In the days since the Battle of Mon Cala and the Empire’s utter destruction of the Rebel fleet at Mako-Ta, Princess Leia Organa has been plotting the Rebellion’s revenge on Queen Trios of Shu-Torun, the former ally whose betrayal left the Rebellion scrambling for survival. But Leia isn’t given to simple pettiness.
Revenge is only an added bonus in her plan to cripple the planet of Shu-Torun, a decisive strike that will in turn leave the Empire hurting for valuable resources. In Star Wars #62, creators Kieron Gillen and Andrea Broccardo (along with colorist Guru-eFX) begin an all new story arc titled “The Scourging of Shu-Torun”. Spoilers ahead…
Finally reunited with the rest of the Rebellion, Princess Leia is moving forward with her plan to economically destroy Trios’ home planet. The usual team is ready to accompany her, but before the mission gets fully underway, some additional recruiting is necessary.
Sometimes, individual issues in a comic series are difficult to review, and while I love gushing about single issues such as Charles Soule’s recent Darth Vader #25, not every issue in a comic series is intended to stand on their own. Star Wars #62 is one such issue. It is not a bad issue in any way, but its purpose as an introduction to the new story arc (as first issues often go) lays the groundwork for what lies ahead without giving us much to talk about other than our anticipation for what’s to come. But for what it is, it is a successful issue and has me looking forward to the next one.
I hesitate to use the word “filler” as it is a term that is often misused, but this issue will probably feel like that to a lot of readers. That being said, I still feel that it was necessary to the overall story, and I didn’t get bored reading it, which is always a plus. Filler or not, the issue is certainly not without merit, and there were a couple of things that I actually really enjoyed about it.
As I mentioned earlier, Leia is recruiting for her mission, and by the conclusion of the issue, our team is fully assembled and ready to go. Needing a shape-shifter on the crew, the Rebels reach out to the stage actor Tunga, a former ally of the Rebels during the Mon Cala story arc. Leia, Luke, and Han find Tunga on a stage in the Outer Rim portraying the heroic events of “Luc Swordswinger” and his friends during the battle of Mon Cala. The real Luke and company arrive just in time to nab Tunga before he is apprehended by the Imperial Stormtroopers who have arrived to shut down his play, having labeled it as propaganda.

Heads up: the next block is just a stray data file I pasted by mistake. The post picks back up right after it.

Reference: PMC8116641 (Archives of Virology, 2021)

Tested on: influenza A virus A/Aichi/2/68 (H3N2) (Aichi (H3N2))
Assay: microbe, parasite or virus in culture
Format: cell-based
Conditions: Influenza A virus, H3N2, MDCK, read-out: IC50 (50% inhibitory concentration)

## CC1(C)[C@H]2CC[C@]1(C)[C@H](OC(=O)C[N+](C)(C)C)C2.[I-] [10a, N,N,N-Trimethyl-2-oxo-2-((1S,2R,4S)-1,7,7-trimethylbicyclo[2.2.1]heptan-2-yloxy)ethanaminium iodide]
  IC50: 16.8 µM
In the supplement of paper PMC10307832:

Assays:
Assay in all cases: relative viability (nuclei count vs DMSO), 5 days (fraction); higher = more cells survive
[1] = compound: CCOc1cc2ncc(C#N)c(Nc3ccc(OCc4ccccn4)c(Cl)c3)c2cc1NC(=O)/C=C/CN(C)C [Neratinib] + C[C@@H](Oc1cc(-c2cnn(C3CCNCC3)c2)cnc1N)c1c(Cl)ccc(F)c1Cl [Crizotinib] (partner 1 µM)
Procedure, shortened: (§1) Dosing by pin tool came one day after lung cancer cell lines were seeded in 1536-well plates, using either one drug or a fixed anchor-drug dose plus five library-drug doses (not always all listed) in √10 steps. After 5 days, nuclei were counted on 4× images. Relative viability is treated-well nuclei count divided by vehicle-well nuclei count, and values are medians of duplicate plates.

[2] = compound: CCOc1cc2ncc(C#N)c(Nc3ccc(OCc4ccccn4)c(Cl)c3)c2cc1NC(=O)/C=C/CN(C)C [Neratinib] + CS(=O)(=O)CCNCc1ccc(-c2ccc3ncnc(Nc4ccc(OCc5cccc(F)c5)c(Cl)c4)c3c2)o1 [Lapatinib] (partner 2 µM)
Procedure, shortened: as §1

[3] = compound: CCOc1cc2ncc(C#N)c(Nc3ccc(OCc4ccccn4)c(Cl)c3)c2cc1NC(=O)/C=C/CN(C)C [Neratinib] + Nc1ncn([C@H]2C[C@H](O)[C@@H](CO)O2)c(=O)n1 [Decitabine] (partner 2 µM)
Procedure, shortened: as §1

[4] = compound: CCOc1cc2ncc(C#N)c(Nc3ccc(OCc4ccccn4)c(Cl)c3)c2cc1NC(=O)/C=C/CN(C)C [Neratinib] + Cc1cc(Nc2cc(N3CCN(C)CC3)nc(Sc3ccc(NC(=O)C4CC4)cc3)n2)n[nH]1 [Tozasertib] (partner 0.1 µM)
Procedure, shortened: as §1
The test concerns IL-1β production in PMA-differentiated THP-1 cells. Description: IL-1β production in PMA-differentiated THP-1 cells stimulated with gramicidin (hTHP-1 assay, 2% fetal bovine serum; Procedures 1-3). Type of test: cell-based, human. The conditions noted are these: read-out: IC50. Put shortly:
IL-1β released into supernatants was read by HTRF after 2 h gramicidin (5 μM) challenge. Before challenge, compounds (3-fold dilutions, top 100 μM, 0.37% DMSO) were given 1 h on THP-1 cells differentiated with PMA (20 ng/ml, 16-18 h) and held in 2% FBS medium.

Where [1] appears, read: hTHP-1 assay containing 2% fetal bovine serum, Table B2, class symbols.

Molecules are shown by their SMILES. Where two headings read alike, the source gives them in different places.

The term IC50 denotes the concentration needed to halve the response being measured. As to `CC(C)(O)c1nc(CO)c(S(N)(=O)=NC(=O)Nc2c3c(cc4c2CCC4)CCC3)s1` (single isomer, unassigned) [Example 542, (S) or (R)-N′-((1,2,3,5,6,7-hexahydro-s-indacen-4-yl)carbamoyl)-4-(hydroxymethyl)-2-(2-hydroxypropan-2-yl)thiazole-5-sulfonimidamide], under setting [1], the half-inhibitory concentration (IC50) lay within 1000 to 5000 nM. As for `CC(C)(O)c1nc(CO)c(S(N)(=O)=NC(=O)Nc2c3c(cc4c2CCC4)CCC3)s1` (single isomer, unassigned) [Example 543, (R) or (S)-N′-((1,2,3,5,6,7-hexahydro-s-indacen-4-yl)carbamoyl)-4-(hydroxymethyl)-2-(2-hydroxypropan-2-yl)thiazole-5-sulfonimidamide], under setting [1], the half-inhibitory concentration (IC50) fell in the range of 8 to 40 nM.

I thought this bit was quite funny, and I really enjoyed the meta commentary about the casting of Han Solo in the play. The real Han is disappointed with his doppelgänger, only to be reminded by Tunga that the actor captures the roguish spirit of Han Solo, and that’s what matters. I instantly thought of Alden Ehrenreich in Solo: A Star Wars Story, and I’m pretty sure that was Gillen’s intent with this one.
After Tunga gets on board, the rebels head back to the wasteland of Jedha to enlist Benthic and a couple more of Saw Gererra’s Partisans who continue to make trouble with the Empire as it robs the world of its resources. Leia convinces Benthic to help her by promising a bigger fight with a more vital impact on the Empire than their small skirmishes on Jedha could ever achieve. Once the mechanic Meorti (who has been working tirelessly on restoring the Millennium Falcon in Han’s absence) reveals that she has some skill at slicing (the Star Wars equivalent of computer hacking), the mission is a go.
While the rebels were on Jedha, Luke also made a side trip to the Temple of Central Isopter, a hub for a Force-worshipping death cult, to see if he could learn anything more from the warped devotees about the darker nature of the Force. To his surprise, however, the cult was gone. The last couple of pages of this issue reveal why. The cult has made its way to Shu-Torun, where they anxiously await its destruction. It’s about to go down folks. It’s about to go down.
Star Wars #62 is available now in a comic shop near you or online at Comixology. Until next time, happy reading comic fans!